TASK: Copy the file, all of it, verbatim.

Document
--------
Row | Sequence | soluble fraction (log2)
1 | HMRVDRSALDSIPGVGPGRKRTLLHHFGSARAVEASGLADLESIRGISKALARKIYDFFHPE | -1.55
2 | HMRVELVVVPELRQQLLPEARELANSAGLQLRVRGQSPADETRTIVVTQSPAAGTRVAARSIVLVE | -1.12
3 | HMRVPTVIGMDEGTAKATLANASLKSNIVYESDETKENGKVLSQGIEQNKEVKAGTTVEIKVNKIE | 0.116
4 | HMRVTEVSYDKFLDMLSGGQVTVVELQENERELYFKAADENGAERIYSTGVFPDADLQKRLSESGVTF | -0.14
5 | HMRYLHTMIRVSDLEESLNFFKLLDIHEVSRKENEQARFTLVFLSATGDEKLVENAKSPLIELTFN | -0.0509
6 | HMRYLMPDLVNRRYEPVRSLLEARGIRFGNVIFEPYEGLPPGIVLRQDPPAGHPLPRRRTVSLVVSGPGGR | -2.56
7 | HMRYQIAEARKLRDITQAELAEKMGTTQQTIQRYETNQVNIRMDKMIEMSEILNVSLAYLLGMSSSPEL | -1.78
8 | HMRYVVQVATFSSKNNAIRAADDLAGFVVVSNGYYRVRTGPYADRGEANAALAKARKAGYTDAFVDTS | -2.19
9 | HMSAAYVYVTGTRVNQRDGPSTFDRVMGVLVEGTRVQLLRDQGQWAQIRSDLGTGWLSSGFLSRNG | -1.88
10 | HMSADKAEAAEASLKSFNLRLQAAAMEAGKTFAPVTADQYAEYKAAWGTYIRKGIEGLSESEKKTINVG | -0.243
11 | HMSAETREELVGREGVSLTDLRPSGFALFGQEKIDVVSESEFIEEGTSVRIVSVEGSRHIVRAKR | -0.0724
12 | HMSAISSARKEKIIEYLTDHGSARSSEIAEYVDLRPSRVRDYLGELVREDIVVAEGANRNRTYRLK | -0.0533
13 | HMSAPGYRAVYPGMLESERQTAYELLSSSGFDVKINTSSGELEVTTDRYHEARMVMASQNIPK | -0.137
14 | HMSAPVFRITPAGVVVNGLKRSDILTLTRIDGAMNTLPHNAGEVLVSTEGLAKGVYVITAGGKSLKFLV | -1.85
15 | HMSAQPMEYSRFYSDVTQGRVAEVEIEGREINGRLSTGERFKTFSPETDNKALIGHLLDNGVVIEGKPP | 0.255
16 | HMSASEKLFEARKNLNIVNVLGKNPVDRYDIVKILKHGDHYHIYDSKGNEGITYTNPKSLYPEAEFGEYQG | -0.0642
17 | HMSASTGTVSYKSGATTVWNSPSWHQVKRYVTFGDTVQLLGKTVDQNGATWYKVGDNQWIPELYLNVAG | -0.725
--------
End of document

Row | Sequence | soluble fraction (log2)
1 | HMRVDRSALDSIPGVGPGRKRTLLHHFGSARAVEASGLADLESIRGISKALARKIYDFFHPE | -1.55
2 | HMRVELVVVPELRQQLLPEARELANSAGLQLRVRGQSPADETRTIVVTQSPAAGTRVAARSIVLVE | -1.12
3 | HMRVPTVIGMDEGTAKATLANASLKSNIVYESDETKENGKVLSQGIEQNKEVKAGTTVEIKVNKIE | 0.116
4 | HMRVTEVSYDKFLDMLSGGQVTVVELQENERELYFKAADENGAERIYSTGVFPDADLQKRLSESGVTF | -0.14
5 | HMRYLHTMIRVSDLEESLNFFKLLDIHEVSRKENEQARFTLVFLSATGDEKLVENAKSPLIELTFN | -0.0509
6 | HMRYLMPDLVNRRYEPVRSLLEARGIRFGNVIFEPYEGLPPGIVLRQDPPAGHPLPRRRTVSLVVSGPGGR | -2.56
7 | HMRYQIAEARKLRDITQAELAEKMGTTQQTIQRYETNQVNIRMDKMIEMSEILNVSLAYLLGMSSSPEL | -1.78
8 | HMRYVVQVATFSSKNNAIRAADDLAGFVVVSNGYYRVRTGPYADRGEANAALAKARKAGYTDAFVDTS | -2.19
9 | HMSAAYVYVTGTRVNQRDGPSTFDRVMGVLVEGTRVQLLRDQGQWAQIRSDLGTGWLSSGFLSRNG | -1.88
10 | HMSADKAEAAEASLKSFNLRLQAAAMEAGKTFAPVTADQYAEYKAAWGTYIRKGIEGLSESEKKTINVG | -0.243
11 | HMSAETREELVGREGVSLTDLRPSGFALFGQEKIDVVSESEFIEEGTSVRIVSVEGSRHIVRAKR | -0.0724
12 | HMSAISSARKEKIIEYLTDHGSARSSEIAEYVDLRPSRVRDYLGELVREDIVVAEGANRNRTYRLK | -0.0533
13 | HMSAPGYRAVYPGMLESERQTAYELLSSSGFDVKINTSSGELEVTTDRYHEARMVMASQNIPK | -0.137
14 | HMSAPVFRITPAGVVVNGLKRSDILTLTRIDGAMNTLPHNAGEVLVSTEGLAKGVYVITAGGKSLKFLV | -1.85
15 | HMSAQPMEYSRFYSDVTQGRVAEVEIEGREINGRLSTGERFKTFSPETDNKALIGHLLDNGVVIEGKPP | 0.255
16 | HMSASEKLFEARKNLNIVNVLGKNPVDRYDIVKILKHGDHYHIYDSKGNEGITYTNPKSLYPEAEFGEYQG | -0.0642
17 | HMSASTGTVSYKSGATTVWNSPSWHQVKRYVTFGDTVQLLGKTVDQNGATWYKVGDNQWIPELYLNVAG | -0.725